“The research also discovered that losses can be highly variable between years; the importance of accurate record keeping also became apparent. While most suckler farmers have access to reliable records, a significant number of sheep farmers do not consistently record their data.”
With global pressures to reduce antibiotic use, this study found that a significant proportion of beef and sheep farmers were able to manage infectious diseases without purchasing critically important antibiotics. Preventive antibiotic use was reduced or withdrawn successfully on some farms, while oral antibiotic treatment at birth made no difference to lamb outcomes in an experimental study within this project.
The study also demonstrated that good long-term protein status in late pregnancy results in reduced lamb losses between scanning and 24 hours old.
Twin born lambs with a low serum antibody (IgG) concentration were more likely to have poorer growth rates. As shown by previous studies, poor energy balance in late pregnancy results in a low lamb IgG. This indicates that lambs born to ewes in negative energy balance are at increased risk of absorbing insufficient colostrum antibodies from the ewe.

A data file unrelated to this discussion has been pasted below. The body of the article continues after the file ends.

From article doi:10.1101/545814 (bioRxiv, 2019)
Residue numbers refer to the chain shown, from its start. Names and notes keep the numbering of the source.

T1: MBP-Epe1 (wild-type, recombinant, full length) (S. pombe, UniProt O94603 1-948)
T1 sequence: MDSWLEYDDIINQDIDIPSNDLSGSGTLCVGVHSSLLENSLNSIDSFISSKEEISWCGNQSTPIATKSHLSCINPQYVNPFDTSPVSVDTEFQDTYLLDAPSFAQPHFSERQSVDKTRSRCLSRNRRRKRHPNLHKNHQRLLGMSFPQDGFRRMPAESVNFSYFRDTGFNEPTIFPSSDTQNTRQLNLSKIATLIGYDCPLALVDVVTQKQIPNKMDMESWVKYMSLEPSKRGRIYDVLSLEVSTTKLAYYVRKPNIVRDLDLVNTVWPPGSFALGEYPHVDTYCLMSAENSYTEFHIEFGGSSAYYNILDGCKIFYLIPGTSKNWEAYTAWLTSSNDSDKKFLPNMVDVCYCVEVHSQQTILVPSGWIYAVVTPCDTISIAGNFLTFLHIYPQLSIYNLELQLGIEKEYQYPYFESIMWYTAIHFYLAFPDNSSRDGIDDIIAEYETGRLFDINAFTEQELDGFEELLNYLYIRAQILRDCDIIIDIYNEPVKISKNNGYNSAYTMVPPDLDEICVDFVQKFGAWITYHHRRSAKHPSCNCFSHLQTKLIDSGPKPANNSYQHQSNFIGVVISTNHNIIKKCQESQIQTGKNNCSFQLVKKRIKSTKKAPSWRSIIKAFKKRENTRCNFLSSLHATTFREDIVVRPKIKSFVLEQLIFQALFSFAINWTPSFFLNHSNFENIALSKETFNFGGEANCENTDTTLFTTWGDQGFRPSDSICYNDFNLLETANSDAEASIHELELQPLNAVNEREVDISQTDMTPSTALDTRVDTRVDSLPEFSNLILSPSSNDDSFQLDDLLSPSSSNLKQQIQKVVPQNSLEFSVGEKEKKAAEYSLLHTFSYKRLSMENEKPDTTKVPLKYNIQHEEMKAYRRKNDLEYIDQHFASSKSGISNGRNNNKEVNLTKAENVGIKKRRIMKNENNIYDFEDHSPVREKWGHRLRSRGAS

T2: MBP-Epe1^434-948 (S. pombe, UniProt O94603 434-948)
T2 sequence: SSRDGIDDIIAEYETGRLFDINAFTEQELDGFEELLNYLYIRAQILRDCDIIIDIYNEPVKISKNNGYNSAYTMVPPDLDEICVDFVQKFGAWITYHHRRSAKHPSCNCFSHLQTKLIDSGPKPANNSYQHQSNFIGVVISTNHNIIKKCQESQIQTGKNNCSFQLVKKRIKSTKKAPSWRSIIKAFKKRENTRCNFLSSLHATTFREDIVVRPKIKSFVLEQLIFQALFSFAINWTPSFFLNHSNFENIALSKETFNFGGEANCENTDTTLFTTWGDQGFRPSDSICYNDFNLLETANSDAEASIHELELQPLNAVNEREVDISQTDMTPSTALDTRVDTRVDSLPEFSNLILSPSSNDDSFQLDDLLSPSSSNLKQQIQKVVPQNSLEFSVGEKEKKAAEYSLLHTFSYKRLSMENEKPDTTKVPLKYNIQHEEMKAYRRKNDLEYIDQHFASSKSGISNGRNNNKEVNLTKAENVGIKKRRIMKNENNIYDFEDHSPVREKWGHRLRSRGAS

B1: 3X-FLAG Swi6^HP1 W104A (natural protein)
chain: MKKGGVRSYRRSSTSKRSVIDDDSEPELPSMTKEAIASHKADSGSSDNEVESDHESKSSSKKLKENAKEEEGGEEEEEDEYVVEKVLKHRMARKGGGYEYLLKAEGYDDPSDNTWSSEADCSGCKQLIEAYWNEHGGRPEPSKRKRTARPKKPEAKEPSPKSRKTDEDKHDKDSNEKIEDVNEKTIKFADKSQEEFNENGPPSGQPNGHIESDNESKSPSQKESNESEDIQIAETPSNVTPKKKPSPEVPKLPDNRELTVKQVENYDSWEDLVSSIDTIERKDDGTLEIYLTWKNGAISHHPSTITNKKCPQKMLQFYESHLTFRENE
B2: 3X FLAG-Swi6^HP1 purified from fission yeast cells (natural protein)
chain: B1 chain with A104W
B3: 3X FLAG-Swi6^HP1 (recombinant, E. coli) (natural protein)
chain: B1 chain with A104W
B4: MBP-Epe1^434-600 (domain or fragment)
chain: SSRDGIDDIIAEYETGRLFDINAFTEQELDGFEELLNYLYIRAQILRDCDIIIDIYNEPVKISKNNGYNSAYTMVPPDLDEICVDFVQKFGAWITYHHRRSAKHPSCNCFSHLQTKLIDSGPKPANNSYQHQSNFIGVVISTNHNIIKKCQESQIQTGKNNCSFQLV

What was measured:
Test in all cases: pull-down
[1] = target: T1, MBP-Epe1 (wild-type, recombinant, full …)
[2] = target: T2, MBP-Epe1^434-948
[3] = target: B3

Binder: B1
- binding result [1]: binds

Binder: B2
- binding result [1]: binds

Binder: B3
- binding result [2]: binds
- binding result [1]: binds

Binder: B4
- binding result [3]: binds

The project is now complete, although work is ongoing to enable the implementation of a sustainable youngstock survival plan across Great Britain.
Consumers ‘sleepwalking’ away from meat
A LACK of inspiration, rather than a conscious reaction to trends such as veganism, was at the heart of the pre-Covid-19 reduction in meat, fish and poultry consumption, new AHDB research has suggested.